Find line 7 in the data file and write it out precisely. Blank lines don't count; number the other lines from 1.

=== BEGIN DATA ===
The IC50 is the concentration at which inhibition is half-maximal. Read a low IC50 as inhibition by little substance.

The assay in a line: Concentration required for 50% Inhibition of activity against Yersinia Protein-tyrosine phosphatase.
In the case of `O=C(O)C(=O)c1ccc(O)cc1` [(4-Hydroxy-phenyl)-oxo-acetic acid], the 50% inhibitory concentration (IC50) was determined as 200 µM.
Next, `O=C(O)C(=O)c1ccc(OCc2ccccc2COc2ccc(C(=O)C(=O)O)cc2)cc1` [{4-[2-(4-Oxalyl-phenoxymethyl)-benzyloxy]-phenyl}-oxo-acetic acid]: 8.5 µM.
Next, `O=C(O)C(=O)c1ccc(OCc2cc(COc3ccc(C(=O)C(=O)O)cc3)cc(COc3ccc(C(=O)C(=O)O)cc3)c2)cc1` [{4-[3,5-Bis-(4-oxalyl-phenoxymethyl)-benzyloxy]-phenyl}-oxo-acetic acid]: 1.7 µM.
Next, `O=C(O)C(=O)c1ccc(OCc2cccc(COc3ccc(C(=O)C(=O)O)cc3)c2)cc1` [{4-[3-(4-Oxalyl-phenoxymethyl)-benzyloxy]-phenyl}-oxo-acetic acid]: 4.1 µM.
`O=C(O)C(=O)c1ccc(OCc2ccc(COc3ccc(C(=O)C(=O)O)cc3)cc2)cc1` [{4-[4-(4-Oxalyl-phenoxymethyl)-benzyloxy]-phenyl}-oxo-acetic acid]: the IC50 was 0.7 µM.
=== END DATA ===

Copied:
`O=C(O)C(=O)c1ccc(OCc2ccc(COc3ccc(C(=O)C(=O)O)cc3)cc2)cc1` [{4-[4-(4-Oxalyl-phenoxymethyl)-benzyloxy]-phenyl}-oxo-acetic acid]: the IC50 was 0.7 µM.